Dr. Wayne D. Murray
I could help but once again see how the Education Ministry is but one of our greatest obstacles to providing a proper education to our population. I have lamented over and over how at the level of the Ministry of Education focus seems too much on “top Schools” and “top performing students”, resulting in poor advances in the education process.
The release of the Preliminary CPEA results to the media for publishing on Saturday is such an example of what I consider trophy education — who gets the trophy. The preliminary results in essence noted whom were the top individual performers and their schools. The truth is that that in itself is not a problem as persons and institutions should be given recognition when and where due. The problem is that whereas the victors could sleep well over the next two nights the other 1704 students and their families are left with anxiety.
All parents, like myself, would and should strive for our children to be the best, likewise each school would like its students to be top and there is absolutely nothing wrong with that concept. The problem stems from the Ministry of Education being the manager of the system getting into practices that operate as if only the students and schools at the top that matters. I would expect better from them as they have a responsibility to all students and schools. I can only imagine how principals of primary schools were feeling, knowing that parents would be calling them every minute and possibly storming the school on Monday demanding results.
I am of the belief that the results should be made available with a release noting the top performers and schools can be done so simultaneously on a day of regular hours, Monday to Friday. This will not take away from the recognition given to exemplary performances but in the notion that all students deserve to know on the same day what their results are in keeping with good practice. Preliminary results, in my view, must not note named individual performances and not done on a weekend.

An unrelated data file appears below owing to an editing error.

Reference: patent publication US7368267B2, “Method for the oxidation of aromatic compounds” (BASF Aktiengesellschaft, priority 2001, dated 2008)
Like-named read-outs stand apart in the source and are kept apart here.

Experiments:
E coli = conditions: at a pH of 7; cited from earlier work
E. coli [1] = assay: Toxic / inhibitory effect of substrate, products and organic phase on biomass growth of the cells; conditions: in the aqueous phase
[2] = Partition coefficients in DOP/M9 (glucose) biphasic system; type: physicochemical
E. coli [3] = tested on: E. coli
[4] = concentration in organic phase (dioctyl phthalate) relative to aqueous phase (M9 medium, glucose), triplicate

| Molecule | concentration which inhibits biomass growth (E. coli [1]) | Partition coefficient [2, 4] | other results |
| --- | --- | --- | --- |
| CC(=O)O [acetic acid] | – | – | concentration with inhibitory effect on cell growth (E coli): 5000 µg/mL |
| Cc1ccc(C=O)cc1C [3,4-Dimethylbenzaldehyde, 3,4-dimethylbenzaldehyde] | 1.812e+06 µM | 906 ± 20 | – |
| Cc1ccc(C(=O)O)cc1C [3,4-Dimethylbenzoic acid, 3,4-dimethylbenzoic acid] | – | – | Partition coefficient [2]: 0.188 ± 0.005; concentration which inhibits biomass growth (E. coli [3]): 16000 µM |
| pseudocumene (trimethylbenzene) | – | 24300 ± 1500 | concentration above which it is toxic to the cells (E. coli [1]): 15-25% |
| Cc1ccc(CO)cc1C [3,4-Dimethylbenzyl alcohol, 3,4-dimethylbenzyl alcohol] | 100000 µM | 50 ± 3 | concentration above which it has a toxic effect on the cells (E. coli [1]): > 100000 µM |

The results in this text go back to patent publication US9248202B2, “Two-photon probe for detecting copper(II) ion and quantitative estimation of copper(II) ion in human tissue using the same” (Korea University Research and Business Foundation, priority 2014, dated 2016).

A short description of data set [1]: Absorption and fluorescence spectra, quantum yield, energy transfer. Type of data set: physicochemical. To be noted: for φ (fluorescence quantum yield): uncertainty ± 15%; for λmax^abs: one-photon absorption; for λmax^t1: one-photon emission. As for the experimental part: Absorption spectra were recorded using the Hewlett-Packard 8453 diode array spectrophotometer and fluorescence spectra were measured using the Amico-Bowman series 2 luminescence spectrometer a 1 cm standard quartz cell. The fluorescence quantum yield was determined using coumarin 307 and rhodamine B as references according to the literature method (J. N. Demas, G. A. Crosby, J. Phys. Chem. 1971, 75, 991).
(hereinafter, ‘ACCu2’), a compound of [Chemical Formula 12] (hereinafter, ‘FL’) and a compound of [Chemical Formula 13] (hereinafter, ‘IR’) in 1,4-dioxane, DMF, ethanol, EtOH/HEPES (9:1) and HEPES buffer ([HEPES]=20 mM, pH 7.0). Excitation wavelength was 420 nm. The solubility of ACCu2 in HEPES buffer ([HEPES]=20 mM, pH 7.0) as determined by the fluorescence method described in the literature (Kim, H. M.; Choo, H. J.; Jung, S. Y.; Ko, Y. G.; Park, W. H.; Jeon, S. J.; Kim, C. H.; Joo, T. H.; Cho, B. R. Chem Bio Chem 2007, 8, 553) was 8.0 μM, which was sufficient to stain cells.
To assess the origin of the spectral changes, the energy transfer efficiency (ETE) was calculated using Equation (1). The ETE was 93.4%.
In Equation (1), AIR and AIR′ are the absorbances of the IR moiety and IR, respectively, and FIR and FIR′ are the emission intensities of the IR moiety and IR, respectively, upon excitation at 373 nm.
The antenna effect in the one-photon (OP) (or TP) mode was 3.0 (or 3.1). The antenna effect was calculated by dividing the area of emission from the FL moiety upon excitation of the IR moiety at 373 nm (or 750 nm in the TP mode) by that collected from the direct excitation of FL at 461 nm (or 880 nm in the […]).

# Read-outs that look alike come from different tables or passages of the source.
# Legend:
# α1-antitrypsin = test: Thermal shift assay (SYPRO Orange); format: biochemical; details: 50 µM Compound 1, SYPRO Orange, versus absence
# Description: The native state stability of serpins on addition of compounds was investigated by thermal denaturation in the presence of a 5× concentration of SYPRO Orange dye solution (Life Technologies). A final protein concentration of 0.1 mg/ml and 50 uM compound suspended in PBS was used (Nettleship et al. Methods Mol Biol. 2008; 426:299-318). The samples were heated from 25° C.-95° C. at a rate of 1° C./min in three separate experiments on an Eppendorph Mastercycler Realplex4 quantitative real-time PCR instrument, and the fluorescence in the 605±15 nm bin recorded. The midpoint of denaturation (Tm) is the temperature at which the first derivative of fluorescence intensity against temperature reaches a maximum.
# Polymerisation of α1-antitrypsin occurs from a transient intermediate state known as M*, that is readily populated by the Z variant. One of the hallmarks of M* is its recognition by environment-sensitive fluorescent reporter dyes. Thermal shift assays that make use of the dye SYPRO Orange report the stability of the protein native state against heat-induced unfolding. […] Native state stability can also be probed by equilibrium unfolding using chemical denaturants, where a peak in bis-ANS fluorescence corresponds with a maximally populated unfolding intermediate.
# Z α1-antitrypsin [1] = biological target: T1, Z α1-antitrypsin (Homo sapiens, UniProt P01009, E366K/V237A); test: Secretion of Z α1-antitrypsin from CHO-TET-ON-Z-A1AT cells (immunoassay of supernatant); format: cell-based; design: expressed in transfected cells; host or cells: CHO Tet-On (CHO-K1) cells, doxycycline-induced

The Ministry of Education must focus more on general performance of the students in total. What if a student is in the top 10 and from the same school or class in which most are performing at or below average? This must be the concern of the ministry to see if, indeed, the school and the students have the resources to lift that performance. Even at the level of the classroom, it seems that better performers in the classroom dictate the pace of teaching hence a major problem of stragglers (If I am wrong, I apologise).
The Ministry of Education has a lot to re-structure and this blunder is one to correct. I personally believe that a significant drive has to be placed on reading, in particular, at the early primary level and drop all those “projects” given to be done by none other than parents and especially those with more resources excelling. A child that can read independently well at 9 years old should be the goal as teaching and learning would be much easier. There is a stage called secondary school and primary school to prepare for functioning at the next level and not compete with it!
To the students who had to wait through the weekend to know their results, note that grounds not attained in primary level can be accomplished and surpassed on the secondary level. Likewise, the achievers must continue to work hard to continue at excelling!